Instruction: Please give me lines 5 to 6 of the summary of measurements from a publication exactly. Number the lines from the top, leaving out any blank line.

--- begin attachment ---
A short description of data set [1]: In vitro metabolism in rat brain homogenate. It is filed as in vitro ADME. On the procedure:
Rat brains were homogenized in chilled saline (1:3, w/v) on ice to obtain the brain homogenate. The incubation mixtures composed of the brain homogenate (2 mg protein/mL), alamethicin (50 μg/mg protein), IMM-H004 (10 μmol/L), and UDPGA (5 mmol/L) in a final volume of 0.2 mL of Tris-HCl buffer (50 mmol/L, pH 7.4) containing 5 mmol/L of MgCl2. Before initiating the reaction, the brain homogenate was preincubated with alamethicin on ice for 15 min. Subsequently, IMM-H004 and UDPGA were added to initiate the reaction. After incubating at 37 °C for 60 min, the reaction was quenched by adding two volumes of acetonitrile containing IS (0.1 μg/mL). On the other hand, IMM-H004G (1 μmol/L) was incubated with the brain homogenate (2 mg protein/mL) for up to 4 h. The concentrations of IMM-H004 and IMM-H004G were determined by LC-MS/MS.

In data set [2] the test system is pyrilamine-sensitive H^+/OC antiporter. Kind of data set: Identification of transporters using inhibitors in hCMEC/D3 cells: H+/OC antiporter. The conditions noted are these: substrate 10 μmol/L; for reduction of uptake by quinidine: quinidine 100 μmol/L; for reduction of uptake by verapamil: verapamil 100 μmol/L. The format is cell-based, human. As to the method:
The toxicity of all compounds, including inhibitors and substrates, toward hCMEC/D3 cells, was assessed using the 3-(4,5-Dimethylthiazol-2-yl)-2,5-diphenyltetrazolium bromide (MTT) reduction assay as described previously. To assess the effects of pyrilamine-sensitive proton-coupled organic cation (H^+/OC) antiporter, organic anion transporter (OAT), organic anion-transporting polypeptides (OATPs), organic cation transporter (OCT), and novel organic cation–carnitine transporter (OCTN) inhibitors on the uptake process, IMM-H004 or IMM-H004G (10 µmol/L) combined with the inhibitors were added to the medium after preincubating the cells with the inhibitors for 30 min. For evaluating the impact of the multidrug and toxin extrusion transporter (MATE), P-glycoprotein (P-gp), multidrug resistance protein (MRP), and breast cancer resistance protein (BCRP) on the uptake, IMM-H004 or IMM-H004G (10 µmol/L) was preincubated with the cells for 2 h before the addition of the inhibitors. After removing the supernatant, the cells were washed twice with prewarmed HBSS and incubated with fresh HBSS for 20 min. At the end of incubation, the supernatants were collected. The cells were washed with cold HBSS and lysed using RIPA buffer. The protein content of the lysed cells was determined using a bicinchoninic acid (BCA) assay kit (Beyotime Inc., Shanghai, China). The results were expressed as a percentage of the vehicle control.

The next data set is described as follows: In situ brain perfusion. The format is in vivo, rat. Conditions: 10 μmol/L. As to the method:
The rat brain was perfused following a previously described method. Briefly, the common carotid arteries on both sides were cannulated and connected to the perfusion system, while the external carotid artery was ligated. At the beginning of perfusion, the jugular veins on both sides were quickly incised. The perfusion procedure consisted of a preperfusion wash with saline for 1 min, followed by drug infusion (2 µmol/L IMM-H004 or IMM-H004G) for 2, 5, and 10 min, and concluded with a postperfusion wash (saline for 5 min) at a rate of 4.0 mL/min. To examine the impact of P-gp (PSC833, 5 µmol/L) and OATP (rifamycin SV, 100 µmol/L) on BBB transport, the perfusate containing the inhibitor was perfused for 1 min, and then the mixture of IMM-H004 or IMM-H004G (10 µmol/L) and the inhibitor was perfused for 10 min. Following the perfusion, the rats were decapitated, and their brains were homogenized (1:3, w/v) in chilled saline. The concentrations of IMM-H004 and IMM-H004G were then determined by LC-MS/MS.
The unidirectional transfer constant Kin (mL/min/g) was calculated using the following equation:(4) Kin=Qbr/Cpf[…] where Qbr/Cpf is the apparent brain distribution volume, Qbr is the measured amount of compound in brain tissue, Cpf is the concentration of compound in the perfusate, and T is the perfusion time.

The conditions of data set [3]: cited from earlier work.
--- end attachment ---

The next data set is described as follows: In situ brain perfusion. The format is in vivo, rat. Conditions: 10 μmol/L. As to the method:
The rat brain was perfused following a previously described method. Briefly, the common carotid arteries on both sides were cannulated and connected to the perfusion system, while the external carotid artery was ligated. At the beginning of perfusion, the jugular veins on both sides were quickly incised. The perfusion procedure consisted of a preperfusion wash with saline for 1 min, followed by drug infusion (2 µmol/L IMM-H004 or IMM-H004G) for 2, 5, and 10 min, and concluded with a postperfusion wash (saline for 5 min) at a rate of 4.0 mL/min. To examine the impact of P-gp (PSC833, 5 µmol/L) and OATP (rifamycin SV, 100 µmol/L) on BBB transport, the perfusate containing the inhibitor was perfused for 1 min, and then the mixture of IMM-H004 or IMM-H004G (10 µmol/L) and the inhibitor was perfused for 10 min. Following the perfusion, the rats were decapitated, and their brains were homogenized (1:3, w/v) in chilled saline. The concentrations of IMM-H004 and IMM-H004G were then determined by LC-MS/MS.